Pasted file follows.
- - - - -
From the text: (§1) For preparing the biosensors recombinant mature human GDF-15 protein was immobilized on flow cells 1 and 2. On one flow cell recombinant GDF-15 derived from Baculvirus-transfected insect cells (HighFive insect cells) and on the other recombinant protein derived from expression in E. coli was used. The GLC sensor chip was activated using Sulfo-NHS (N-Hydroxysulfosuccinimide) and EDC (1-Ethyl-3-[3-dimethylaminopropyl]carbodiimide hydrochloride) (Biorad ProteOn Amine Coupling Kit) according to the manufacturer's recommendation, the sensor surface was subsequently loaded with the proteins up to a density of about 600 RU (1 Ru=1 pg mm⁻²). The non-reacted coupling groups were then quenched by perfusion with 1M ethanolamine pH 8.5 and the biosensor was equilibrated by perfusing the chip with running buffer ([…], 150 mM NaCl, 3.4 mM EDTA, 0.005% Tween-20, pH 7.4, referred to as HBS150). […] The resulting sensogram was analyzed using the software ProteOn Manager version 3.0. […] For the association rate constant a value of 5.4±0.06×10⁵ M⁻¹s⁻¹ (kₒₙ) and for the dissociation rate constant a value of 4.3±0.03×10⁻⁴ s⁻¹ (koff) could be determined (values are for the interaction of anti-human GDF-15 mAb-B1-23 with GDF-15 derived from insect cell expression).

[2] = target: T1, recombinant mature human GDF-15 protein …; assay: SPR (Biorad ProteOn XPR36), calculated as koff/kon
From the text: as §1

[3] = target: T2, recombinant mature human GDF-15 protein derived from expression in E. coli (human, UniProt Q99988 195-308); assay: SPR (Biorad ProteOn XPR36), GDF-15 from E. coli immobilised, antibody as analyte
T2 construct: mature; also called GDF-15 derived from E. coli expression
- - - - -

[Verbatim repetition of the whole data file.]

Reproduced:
From the text: (§1) For preparing the biosensors recombinant mature human GDF-15 protein was immobilized on flow cells 1 and 2. On one flow cell recombinant GDF-15 derived from Baculvirus-transfected insect cells (HighFive insect cells) and on the other recombinant protein derived from expression in E. coli was used. The GLC sensor chip was activated using Sulfo-NHS (N-Hydroxysulfosuccinimide) and EDC (1-Ethyl-3-[3-dimethylaminopropyl]carbodiimide hydrochloride) (Biorad ProteOn Amine Coupling Kit) according to the manufacturer's recommendation, the sensor surface was subsequently loaded with the proteins up to a density of about 600 RU (1 Ru=1 pg mm⁻²). The non-reacted coupling groups were then quenched by perfusion with 1M ethanolamine pH 8.5 and the biosensor was equilibrated by perfusing the chip with running buffer ([…], 150 mM NaCl, 3.4 mM EDTA, 0.005% Tween-20, pH 7.4, referred to as HBS150). […] The resulting sensogram was analyzed using the software ProteOn Manager version 3.0. […] For the association rate constant a value of 5.4±0.06×10⁵ M⁻¹s⁻¹ (kₒₙ) and for the dissociation rate constant a value of 4.3±0.03×10⁻⁴ s⁻¹ (koff) could be determined (values are for the interaction of anti-human GDF-15 mAb-B1-23 with GDF-15 derived from insect cell expression).

[2] = target: T1, recombinant mature human GDF-15 protein …; assay: SPR (Biorad ProteOn XPR36), calculated as koff/kon
From the text: as §1

[3] = target: T2, recombinant mature human GDF-15 protein derived from expression in E. coli (human, UniProt Q99988 195-308); assay: SPR (Biorad ProteOn XPR36), GDF-15 from E. coli immobilised, antibody as analyte
T2 construct: mature; also called GDF-15 derived from E. coli expression